8. Endler, N. (1976). Grand illusions: traits or interactions? Canadian Psychological Review, 17, 174–181.CrossRefGoogle Scholar
  9. Epstein, S. (1979). The stability of behaviour: 1. On predicting most of the people most of the time. Journal of Personality and Social Psychology, 37, 1097–1126.CrossRefGoogle Scholar
  10. Eysenck, H. (1967). The Biological Basis of Personality. Springfield, IL: C. C. Thomas.Google Scholar
  11. Forgas, J. (1976). The perception of social episodes: categorical and dimensional representations in two different social milieus. Journal of Personality and Social Psychology, 32, 199–209.CrossRefGoogle Scholar
  12. Furnham, A. (1981). Personality and activity preference. British Journal of Social Psychology, 20, 57–68.CrossRefGoogle Scholar
  13. Furnham, A., Jaspars, J. & Fincham, F. (1981). Professional and naive psychology: two approaches to the explanation of social behaviour. In J. Jaspars, F. Fincham & M. Hewstone (eds.), Attribution Theory and Research, Volume 1. London: Academic Press.Google Scholar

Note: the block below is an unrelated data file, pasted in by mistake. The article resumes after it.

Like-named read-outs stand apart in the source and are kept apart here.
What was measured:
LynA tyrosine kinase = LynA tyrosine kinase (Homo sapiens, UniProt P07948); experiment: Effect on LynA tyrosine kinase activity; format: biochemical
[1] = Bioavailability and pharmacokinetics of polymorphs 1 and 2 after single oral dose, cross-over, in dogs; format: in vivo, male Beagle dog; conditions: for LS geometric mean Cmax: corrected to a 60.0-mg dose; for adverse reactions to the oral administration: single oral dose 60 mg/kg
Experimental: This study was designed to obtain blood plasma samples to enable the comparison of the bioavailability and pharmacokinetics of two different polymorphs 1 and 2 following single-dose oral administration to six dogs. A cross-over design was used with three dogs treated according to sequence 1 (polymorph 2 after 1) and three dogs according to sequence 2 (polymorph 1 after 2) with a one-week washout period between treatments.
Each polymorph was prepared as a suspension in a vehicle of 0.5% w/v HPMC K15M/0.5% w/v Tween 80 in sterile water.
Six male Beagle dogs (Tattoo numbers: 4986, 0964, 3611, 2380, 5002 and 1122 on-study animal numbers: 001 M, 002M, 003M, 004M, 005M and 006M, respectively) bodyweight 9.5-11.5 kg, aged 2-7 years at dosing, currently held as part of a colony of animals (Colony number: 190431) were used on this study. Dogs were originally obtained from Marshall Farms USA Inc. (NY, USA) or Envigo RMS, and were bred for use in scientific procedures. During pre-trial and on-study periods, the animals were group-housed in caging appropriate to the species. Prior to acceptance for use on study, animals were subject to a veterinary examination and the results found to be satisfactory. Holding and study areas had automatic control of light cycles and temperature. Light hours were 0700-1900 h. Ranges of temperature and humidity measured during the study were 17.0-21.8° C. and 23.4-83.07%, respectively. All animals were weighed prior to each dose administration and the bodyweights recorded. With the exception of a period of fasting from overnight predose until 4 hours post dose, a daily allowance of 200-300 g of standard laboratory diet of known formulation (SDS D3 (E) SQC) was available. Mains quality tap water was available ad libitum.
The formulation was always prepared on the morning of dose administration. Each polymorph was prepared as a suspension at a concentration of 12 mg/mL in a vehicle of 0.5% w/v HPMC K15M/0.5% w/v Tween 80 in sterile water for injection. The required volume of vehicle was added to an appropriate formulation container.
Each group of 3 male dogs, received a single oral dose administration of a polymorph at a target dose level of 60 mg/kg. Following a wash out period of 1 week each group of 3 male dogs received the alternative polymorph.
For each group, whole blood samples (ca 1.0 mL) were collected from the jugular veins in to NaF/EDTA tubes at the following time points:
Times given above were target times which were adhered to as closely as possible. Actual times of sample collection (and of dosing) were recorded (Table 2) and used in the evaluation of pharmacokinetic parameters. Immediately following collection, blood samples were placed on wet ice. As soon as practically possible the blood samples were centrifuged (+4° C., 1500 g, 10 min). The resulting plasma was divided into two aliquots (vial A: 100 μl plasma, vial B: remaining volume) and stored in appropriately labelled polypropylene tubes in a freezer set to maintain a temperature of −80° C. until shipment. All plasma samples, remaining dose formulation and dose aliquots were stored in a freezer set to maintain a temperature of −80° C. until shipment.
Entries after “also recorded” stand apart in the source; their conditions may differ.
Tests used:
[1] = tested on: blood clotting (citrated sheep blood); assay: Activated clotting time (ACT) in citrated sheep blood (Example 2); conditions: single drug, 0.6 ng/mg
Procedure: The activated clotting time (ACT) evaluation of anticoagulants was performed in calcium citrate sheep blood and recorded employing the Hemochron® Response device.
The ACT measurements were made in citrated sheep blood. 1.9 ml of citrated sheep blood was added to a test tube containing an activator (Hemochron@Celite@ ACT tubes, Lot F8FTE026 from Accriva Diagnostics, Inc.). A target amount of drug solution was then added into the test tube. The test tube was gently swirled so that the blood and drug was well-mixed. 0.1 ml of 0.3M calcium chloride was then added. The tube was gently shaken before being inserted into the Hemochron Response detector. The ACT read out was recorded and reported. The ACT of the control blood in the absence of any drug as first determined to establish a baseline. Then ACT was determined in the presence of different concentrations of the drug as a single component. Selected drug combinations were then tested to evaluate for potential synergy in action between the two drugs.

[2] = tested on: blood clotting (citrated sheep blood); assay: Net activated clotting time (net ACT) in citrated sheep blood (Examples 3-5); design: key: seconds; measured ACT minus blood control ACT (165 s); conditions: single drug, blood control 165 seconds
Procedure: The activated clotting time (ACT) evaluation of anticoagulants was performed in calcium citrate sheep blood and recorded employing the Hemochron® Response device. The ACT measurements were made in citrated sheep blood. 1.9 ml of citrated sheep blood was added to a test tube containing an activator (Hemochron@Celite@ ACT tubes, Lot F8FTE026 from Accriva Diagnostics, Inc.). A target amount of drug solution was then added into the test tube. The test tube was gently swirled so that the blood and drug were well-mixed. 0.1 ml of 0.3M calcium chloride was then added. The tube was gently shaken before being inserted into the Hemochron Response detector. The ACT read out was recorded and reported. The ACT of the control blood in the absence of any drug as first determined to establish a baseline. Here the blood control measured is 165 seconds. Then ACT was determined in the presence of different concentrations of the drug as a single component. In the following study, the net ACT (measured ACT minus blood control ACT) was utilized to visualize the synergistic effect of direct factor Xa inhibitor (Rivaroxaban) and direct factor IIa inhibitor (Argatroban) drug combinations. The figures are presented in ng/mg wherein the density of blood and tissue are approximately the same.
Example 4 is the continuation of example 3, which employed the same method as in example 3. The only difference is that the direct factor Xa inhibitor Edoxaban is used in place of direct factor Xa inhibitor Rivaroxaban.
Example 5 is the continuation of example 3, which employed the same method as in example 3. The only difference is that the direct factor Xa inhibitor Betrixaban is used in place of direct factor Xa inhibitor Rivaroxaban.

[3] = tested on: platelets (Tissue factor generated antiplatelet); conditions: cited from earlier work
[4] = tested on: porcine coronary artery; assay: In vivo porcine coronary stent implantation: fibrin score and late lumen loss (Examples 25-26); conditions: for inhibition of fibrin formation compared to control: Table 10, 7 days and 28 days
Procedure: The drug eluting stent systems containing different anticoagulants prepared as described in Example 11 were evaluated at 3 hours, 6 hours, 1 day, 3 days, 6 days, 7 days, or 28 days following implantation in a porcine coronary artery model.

14. Gifford, R. (1975). Informational properties of descriptive words. Journal of Personality and Social Psychology, 31, 727–734.CrossRefGoogle Scholar
  15. Goldberg, L. (1978). Differential attribution of trait-descriptive terms to oneself as compared to well-liked, neutral, and disliked others: a psychometric analysis. Journal of Personality and Social Psychology, 36, 1012–1028.CrossRefGoogle Scholar
  16. Graham, W. (1976). Commensurate characterization of persons, groups and organizations: development of the trait ascription questionnaire. Human Relations, 29, 607–622.CrossRefGoogle Scholar
  17. Greenberg, M., Saxe, L. & Bar-Tal, D. (1978). Perceived stability of trait labels. Personality and Social Psychology Bulletin, 4, 59–62.CrossRefGoogle Scholar
  18. Hartshorne, H. & May, M. (1928). Studies in the Nature of Character, Volume 1, Studies in Deceit. New York: Macmillan.Google Scholar
  19. Heider, F. (1958). The Psychology of Interpersonal Behaviour. New York: WHey.Google Scholar
  20. Jones, E. & Davis, K. (1965). From acts to dispositions: the attribution process in person perception. In L. Berkowitz (ed.), Advances in Experimental Social Psychology, Volume 2. New York: Academic Press.Google Scholar
  21. Kaigler-Evans, K. & Danhorst, M. (1978). Impression formation: use of descriptors of personal traits, Perceptual and Motor Skills, 46, 903–906.CrossRefGoogle Scholar
  22. Kirby, D. & Gardner, R. (1972). Ethnic stereotypes: norms on 208 words typically used in their assessment. Canadian Journal of Psychology, 20, 140–154.CrossRefGoogle Scholar